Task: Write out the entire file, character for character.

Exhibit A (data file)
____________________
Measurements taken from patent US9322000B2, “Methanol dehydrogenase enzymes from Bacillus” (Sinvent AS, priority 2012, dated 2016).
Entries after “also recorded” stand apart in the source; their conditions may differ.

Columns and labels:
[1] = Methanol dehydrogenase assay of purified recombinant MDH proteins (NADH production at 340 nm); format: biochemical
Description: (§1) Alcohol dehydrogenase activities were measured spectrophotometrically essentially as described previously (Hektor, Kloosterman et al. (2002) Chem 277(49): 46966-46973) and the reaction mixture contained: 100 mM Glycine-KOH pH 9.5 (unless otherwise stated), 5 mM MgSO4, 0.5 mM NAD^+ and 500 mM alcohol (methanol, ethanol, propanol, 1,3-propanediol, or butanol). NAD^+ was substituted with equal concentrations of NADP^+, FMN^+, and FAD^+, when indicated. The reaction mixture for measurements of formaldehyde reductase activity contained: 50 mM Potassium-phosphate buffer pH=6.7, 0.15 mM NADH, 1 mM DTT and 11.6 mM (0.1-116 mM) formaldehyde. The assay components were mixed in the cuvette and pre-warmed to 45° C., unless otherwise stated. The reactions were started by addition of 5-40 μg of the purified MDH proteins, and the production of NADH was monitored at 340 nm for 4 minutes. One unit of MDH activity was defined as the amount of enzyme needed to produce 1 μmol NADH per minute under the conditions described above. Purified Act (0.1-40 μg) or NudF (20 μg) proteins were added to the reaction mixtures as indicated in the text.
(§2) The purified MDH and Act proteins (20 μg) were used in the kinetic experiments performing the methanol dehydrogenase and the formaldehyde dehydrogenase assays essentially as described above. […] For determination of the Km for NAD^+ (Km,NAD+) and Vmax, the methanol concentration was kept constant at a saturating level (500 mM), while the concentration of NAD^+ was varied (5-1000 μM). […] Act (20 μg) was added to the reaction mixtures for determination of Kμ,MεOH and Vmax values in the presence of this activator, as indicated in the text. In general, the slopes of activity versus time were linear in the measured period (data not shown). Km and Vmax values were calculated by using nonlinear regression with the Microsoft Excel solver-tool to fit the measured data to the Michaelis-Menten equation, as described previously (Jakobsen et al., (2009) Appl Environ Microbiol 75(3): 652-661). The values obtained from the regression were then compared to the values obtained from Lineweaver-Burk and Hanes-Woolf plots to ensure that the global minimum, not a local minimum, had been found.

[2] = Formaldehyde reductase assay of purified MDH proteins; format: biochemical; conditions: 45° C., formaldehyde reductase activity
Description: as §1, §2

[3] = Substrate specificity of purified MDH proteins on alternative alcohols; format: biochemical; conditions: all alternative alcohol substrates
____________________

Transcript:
Measurements taken from patent US9322000B2, “Methanol dehydrogenase enzymes from Bacillus” (Sinvent AS, priority 2012, dated 2016).
Entries after “also recorded” stand apart in the source; their conditions may differ.

Columns and labels:
[1] = Methanol dehydrogenase assay of purified recombinant MDH proteins (NADH production at 340 nm); format: biochemical
Description: (§1) Alcohol dehydrogenase activities were measured spectrophotometrically essentially as described previously (Hektor, Kloosterman et al. (2002) Chem 277(49): 46966-46973) and the reaction mixture contained: 100 mM Glycine-KOH pH 9.5 (unless otherwise stated), 5 mM MgSO4, 0.5 mM NAD^+ and 500 mM alcohol (methanol, ethanol, propanol, 1,3-propanediol, or butanol). NAD^+ was substituted with equal concentrations of NADP^+, FMN^+, and FAD^+, when indicated. The reaction mixture for measurements of formaldehyde reductase activity contained: 50 mM Potassium-phosphate buffer pH=6.7, 0.15 mM NADH, 1 mM DTT and 11.6 mM (0.1-116 mM) formaldehyde. The assay components were mixed in the cuvette and pre-warmed to 45° C., unless otherwise stated. The reactions were started by addition of 5-40 μg of the purified MDH proteins, and the production of NADH was monitored at 340 nm for 4 minutes. One unit of MDH activity was defined as the amount of enzyme needed to produce 1 μmol NADH per minute under the conditions described above. Purified Act (0.1-40 μg) or NudF (20 μg) proteins were added to the reaction mixtures as indicated in the text.
(§2) The purified MDH and Act proteins (20 μg) were used in the kinetic experiments performing the methanol dehydrogenase and the formaldehyde dehydrogenase assays essentially as described above. […] For determination of the Km for NAD^+ (Km,NAD+) and Vmax, the methanol concentration was kept constant at a saturating level (500 mM), while the concentration of NAD^+ was varied (5-1000 μM). […] Act (20 μg) was added to the reaction mixtures for determination of Kμ,MεOH and Vmax values in the presence of this activator, as indicated in the text. In general, the slopes of activity versus time were linear in the measured period (data not shown). Km and Vmax values were calculated by using nonlinear regression with the Microsoft Excel solver-tool to fit the measured data to the Michaelis-Menten equation, as described previously (Jakobsen et al., (2009) Appl Environ Microbiol 75(3): 652-661). The values obtained from the regression were then compared to the values obtained from Lineweaver-Burk and Hanes-Woolf plots to ensure that the global minimum, not a local minimum, had been found.

[2] = Formaldehyde reductase assay of purified MDH proteins; format: biochemical; conditions: 45° C., formaldehyde reductase activity
Description: as §1, §2

[3] = Substrate specificity of purified MDH proteins on alternative alcohols; format: biochemical; conditions: all alternative alcohol substrates